A Runtime-Based Computational Performance Predictor for Deep Neural Network Training

Geoffrey X. Yu, Yubo Gao, Pavel Golikov, Gennady Pekhimenko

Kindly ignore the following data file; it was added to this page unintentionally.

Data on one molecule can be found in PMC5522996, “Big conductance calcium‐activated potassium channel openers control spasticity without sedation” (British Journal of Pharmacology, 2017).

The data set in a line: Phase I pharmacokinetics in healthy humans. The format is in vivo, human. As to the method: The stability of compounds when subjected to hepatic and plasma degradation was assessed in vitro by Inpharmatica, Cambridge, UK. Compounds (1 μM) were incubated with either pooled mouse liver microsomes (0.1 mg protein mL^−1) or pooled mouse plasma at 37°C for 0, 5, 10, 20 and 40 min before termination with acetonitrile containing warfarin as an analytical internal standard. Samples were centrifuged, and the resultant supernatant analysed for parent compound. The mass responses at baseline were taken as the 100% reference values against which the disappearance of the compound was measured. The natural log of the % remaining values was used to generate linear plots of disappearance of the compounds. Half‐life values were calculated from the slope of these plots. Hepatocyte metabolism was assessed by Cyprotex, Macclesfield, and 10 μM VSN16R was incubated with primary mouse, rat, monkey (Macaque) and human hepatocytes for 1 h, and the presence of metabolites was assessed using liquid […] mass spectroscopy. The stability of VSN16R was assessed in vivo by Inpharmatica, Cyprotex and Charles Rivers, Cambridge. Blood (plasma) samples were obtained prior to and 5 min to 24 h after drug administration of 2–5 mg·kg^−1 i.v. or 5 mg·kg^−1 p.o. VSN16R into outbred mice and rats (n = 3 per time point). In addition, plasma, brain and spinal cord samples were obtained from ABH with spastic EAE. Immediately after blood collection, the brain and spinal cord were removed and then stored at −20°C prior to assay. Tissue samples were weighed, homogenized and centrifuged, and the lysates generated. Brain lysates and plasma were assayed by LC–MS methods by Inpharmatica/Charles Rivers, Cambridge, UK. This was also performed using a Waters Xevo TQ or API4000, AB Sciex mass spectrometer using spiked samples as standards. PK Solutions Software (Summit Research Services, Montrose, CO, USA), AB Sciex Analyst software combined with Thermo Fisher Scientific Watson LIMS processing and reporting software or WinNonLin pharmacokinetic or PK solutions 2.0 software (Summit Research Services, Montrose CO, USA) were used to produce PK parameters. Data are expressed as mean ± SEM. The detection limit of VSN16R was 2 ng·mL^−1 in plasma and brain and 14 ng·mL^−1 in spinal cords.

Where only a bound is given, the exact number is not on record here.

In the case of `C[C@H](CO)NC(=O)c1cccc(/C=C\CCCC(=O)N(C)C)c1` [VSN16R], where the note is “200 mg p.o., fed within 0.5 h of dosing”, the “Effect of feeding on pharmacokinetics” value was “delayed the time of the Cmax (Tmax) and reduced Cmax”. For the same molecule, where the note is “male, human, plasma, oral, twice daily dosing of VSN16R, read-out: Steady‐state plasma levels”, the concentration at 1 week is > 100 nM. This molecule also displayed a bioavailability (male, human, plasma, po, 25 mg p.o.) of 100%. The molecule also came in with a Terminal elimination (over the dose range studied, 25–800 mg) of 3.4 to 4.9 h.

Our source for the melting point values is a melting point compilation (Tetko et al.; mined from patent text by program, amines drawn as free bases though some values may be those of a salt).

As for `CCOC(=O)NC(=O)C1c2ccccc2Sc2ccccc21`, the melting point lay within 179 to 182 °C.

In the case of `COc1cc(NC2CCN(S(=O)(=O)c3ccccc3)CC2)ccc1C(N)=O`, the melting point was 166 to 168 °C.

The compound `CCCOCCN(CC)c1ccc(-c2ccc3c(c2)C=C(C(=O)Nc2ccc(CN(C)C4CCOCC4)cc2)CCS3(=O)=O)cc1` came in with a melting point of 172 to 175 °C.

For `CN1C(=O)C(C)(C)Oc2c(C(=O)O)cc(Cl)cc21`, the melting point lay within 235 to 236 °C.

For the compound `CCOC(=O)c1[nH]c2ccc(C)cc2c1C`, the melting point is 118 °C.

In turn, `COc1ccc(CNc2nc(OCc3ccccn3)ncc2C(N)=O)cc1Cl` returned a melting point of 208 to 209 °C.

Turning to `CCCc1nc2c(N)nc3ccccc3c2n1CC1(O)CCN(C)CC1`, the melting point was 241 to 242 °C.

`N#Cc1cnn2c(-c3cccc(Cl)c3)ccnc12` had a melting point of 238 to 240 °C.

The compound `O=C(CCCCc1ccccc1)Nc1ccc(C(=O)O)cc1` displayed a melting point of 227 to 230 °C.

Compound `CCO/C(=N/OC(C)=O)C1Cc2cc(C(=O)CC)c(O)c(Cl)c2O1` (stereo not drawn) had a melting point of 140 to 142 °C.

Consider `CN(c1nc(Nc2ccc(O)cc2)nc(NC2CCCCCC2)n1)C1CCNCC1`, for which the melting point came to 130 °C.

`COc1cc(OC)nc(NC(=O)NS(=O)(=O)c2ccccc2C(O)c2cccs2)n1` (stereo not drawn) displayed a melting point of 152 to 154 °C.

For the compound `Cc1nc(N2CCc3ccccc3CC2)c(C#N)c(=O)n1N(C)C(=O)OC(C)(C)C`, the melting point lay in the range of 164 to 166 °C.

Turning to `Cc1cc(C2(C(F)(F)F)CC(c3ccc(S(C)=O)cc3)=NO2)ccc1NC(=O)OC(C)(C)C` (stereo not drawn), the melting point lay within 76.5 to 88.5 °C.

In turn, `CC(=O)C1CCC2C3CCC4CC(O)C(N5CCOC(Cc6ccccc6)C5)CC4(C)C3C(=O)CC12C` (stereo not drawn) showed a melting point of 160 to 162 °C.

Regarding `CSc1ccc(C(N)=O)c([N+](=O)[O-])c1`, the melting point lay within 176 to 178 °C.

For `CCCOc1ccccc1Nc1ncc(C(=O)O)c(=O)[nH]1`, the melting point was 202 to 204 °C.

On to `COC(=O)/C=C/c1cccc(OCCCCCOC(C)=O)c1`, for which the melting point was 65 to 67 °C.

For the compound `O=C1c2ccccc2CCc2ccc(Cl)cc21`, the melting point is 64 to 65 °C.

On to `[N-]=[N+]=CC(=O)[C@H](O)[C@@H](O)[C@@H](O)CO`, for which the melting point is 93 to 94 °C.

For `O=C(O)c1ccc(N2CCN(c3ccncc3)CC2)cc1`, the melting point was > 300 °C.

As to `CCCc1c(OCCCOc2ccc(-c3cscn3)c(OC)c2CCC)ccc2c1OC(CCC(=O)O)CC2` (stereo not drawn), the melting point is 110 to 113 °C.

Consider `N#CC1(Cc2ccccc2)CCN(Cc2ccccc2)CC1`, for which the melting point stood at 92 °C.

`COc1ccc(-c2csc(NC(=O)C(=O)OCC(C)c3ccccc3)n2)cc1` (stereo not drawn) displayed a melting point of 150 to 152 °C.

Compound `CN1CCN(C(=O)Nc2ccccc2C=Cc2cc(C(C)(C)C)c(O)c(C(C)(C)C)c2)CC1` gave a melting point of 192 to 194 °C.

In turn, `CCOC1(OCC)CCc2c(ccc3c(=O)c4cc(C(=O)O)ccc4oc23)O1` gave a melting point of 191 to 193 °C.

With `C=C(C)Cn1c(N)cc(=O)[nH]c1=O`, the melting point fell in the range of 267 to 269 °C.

Deep learning researchers and practitioners usually leverage GPUs to help train their deep neural networks (DNNs) faster. However, choosing which GPU to use is challenging both because (i) there are many options, and (ii) users grapple with competing concerns: maximizing compute performance while minimizing costs. In this work, we present a new practical technique to help users make informed and cost-efficient GPU selections: make performance predictions with the help of a GPU that the user already has. Our technique exploits the observation that, because DNN training consists of repetitive compute steps, predicting the execution time of a single iteration is usually enough to characterize the performance of an entire training process. We make predictions by scaling the execution time of each operation in a training iteration from one GPU to another using either (i) wave scaling, a technique based on a GPU's execution model, or (ii) pre-trained multilayer perceptrons. We implement our technique into a Python library called Habitat and find that it makes accurate iteration execution time predictions (with an average error of 11.8%) on ResNet-50, Inception v3, the Transformer, GNMT, and DCGAN across six different GPU architectures. Habitat supports PyTorch, is easy to use, and is open source.

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